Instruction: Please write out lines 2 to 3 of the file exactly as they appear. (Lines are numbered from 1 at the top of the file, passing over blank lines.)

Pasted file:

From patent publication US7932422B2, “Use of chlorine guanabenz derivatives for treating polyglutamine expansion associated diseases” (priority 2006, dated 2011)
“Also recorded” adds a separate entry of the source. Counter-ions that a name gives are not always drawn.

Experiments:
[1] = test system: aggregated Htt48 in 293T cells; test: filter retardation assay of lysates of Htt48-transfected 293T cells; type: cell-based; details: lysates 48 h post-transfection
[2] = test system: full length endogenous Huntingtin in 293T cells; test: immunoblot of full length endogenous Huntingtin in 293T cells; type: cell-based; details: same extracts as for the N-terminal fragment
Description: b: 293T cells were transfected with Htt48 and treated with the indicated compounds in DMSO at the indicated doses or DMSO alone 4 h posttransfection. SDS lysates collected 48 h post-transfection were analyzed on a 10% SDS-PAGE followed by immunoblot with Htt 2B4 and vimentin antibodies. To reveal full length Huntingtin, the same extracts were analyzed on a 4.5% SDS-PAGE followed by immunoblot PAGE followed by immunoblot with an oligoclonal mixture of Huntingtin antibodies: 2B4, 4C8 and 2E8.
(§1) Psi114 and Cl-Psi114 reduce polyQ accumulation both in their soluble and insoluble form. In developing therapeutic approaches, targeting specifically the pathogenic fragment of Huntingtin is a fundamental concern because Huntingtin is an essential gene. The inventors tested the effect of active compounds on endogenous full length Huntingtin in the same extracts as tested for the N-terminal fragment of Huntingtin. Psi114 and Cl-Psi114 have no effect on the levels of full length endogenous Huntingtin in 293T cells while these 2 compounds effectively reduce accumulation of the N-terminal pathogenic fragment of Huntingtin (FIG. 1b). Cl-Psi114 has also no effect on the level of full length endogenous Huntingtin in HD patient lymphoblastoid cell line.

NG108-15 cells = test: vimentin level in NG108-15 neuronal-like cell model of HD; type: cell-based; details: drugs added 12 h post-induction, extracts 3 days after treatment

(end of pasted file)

“Also recorded” adds a separate entry of the source. Counter-ions that a name gives are not always drawn.

Experiments: